Brest Fortress was built in the 1830s-early 1840s at the meeting-point of the rivers Bug and Mukhavyets.
During construction, the entire town was relocated to a new position 2km away. St Nicolas Church was built in 1851-1876. Much of it was severely damaged during World War 2.
The site occupies more than four square km, although many of the outer defences were damaged or destroyed during the wars of the 20th century.
There is a citadel at the centre of the fortress, linked to three artificial island fortifications by bridgeheads:
- Kobrin fortification (north-eastern side)
- Terespol fortification (western island)
- Volyn fortification (south-eastern island)
The fortress was captured by the German army in 1915 and after World War 1 remained within Polish territory. In 1930 it became infamous as a prison in Poland in the aftermath of the Brest Elections.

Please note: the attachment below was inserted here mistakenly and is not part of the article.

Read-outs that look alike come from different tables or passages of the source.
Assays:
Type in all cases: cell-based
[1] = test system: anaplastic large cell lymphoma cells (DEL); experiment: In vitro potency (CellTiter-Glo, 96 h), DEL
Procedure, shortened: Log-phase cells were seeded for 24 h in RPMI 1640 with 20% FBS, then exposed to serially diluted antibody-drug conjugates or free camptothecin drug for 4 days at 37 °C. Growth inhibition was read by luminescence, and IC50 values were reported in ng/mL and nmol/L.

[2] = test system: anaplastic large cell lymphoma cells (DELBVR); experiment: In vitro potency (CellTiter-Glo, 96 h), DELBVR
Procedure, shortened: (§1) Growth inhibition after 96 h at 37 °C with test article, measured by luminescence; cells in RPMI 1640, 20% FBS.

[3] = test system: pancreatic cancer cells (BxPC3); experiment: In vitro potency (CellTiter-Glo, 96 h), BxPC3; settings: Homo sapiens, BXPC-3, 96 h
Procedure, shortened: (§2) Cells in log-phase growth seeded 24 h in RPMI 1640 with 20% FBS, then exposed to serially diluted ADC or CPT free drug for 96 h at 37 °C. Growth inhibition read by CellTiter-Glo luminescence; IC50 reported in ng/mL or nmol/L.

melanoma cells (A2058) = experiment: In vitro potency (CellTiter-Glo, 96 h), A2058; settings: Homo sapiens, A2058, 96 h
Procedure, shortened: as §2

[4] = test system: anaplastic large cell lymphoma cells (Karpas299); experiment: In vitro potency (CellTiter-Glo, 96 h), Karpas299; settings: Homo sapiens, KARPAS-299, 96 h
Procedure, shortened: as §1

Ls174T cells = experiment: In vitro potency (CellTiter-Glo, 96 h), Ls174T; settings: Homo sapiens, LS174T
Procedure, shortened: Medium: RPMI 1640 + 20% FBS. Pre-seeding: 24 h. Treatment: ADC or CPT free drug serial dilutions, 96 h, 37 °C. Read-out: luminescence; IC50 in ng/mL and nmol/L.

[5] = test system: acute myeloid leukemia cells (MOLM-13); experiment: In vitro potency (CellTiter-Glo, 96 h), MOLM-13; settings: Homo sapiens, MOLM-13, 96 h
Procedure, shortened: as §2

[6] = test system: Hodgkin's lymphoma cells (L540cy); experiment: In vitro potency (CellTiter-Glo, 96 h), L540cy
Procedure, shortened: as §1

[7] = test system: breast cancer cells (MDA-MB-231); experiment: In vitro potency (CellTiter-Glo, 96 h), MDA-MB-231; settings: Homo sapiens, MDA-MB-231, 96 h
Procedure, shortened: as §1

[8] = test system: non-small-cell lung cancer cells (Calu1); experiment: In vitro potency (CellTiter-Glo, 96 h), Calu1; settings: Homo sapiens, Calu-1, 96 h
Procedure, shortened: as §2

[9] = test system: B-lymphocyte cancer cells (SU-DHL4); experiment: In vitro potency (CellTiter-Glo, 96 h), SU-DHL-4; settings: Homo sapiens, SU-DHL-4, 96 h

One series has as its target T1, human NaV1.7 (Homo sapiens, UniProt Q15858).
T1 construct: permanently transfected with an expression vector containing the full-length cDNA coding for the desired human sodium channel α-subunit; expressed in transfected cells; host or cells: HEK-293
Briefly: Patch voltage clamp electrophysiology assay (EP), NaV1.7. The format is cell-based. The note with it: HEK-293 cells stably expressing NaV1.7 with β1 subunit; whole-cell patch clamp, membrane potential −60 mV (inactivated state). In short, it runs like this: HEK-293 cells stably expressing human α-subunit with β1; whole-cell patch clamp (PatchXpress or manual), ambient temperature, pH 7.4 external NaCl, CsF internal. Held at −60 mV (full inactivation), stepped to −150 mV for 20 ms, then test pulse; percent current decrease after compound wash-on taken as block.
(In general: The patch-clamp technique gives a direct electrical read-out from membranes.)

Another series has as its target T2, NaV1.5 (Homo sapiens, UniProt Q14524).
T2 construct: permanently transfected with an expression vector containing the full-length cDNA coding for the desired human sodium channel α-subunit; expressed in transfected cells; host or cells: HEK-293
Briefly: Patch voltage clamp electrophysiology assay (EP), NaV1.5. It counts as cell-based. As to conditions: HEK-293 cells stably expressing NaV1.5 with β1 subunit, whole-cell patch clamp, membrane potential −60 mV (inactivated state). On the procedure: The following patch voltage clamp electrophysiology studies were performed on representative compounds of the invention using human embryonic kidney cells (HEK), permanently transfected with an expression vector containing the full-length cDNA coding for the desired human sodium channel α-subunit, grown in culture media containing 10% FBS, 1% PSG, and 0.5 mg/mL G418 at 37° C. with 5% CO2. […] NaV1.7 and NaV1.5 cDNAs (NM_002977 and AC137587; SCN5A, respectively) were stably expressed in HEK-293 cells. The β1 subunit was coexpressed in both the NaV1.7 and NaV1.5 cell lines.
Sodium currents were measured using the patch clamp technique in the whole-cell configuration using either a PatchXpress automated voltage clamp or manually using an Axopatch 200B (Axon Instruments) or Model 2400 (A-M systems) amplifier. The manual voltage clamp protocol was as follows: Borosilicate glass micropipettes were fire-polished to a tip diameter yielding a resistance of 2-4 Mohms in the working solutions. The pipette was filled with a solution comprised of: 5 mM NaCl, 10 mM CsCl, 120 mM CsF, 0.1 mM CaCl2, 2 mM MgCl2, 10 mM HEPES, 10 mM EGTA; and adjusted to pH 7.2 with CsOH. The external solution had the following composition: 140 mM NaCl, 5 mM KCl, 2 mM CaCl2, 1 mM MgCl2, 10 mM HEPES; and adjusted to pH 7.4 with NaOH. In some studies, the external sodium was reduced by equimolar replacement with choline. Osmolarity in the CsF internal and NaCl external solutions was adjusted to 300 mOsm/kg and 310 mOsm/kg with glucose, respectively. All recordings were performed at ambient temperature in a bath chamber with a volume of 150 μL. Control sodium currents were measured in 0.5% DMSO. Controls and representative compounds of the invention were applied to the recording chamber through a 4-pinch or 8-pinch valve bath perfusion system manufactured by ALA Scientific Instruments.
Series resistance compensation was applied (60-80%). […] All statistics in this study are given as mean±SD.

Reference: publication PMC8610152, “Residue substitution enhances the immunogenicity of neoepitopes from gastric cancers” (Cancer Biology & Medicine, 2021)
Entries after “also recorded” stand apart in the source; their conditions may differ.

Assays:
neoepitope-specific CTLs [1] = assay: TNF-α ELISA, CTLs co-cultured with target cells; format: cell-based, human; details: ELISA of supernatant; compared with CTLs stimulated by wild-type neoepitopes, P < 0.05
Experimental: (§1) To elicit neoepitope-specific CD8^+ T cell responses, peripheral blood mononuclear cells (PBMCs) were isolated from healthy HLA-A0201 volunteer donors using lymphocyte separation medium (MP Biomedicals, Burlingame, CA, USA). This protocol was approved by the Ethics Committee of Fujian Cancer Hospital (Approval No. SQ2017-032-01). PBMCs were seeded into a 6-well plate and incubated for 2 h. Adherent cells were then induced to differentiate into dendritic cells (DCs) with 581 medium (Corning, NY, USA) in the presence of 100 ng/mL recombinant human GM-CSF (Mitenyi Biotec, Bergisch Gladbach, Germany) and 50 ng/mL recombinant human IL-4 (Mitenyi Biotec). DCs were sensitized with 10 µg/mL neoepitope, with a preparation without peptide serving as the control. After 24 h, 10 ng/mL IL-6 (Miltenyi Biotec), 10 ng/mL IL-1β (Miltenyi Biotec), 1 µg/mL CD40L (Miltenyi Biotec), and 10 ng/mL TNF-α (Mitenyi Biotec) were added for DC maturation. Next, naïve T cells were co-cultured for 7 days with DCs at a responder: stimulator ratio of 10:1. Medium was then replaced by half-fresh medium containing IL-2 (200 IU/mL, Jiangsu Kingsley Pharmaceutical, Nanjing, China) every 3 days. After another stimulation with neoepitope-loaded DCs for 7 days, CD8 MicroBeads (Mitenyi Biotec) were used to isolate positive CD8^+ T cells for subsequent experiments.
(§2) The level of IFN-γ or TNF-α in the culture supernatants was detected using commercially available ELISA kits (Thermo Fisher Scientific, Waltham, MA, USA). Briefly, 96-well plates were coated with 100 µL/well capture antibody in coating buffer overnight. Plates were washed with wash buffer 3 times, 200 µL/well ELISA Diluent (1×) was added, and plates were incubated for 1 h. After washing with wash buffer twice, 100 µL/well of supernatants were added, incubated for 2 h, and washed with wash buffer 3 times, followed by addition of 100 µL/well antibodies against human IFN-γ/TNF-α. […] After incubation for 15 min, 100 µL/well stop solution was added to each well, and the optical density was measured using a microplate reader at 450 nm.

In 1939 Brest Fortress was assigned to the Soviet Union. It earned the title of Hero Fortress for the courage demonstrated by Soviet soldiers when they fought against the German army in 1941. Whilst the Nazis took the town of Brest – 90% of which was destroyed in the fighting – the two regiments garrisoned inside the fortress held out.
For the people of Belarus, Brest Fortress remains a famous symbol of the Soviet resistance during World war 2.